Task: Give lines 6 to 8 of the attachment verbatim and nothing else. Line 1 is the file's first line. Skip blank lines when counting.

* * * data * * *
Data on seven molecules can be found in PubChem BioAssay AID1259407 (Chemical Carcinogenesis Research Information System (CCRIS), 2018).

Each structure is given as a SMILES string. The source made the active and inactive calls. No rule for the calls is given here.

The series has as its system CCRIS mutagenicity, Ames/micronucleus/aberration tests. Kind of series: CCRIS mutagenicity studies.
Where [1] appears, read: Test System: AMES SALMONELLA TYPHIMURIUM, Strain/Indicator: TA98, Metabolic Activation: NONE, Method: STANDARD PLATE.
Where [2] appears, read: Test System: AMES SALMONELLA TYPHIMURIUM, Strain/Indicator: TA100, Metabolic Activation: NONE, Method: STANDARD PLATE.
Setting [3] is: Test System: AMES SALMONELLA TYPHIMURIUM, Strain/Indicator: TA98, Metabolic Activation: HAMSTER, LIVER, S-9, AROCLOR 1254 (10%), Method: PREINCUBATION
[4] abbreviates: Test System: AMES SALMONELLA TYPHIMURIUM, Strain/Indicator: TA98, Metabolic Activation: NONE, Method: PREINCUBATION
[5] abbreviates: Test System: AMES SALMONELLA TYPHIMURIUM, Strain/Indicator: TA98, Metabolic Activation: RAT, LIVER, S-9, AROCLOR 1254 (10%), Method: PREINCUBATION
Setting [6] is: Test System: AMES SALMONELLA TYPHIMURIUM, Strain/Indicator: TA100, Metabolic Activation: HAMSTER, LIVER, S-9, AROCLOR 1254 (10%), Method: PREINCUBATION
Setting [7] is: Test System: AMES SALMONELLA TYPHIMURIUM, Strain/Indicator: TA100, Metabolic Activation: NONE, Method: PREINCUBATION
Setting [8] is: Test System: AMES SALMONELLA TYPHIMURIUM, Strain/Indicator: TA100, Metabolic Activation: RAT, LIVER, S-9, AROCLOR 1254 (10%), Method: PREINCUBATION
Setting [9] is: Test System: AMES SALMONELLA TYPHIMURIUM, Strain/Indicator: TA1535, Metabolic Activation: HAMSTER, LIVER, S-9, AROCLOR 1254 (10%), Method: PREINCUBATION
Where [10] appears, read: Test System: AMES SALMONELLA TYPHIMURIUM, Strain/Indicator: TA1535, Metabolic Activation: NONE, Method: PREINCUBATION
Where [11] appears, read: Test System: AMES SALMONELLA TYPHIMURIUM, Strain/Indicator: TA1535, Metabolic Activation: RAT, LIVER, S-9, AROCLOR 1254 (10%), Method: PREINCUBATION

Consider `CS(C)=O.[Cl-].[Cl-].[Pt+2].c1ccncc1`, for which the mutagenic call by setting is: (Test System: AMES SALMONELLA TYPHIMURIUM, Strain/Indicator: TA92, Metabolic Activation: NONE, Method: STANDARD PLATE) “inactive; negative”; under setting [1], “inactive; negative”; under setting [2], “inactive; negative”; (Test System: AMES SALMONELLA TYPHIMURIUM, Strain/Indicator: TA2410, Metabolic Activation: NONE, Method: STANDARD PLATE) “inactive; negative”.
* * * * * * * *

Setting [3] is: Test System: AMES SALMONELLA TYPHIMURIUM, Strain/Indicator: TA98, Metabolic Activation: HAMSTER, LIVER, S-9, AROCLOR 1254 (10%), Method: PREINCUBATION
[4] abbreviates: Test System: AMES SALMONELLA TYPHIMURIUM, Strain/Indicator: TA98, Metabolic Activation: NONE, Method: PREINCUBATION
[5] abbreviates: Test System: AMES SALMONELLA TYPHIMURIUM, Strain/Indicator: TA98, Metabolic Activation: RAT, LIVER, S-9, AROCLOR 1254 (10%), Method: PREINCUBATION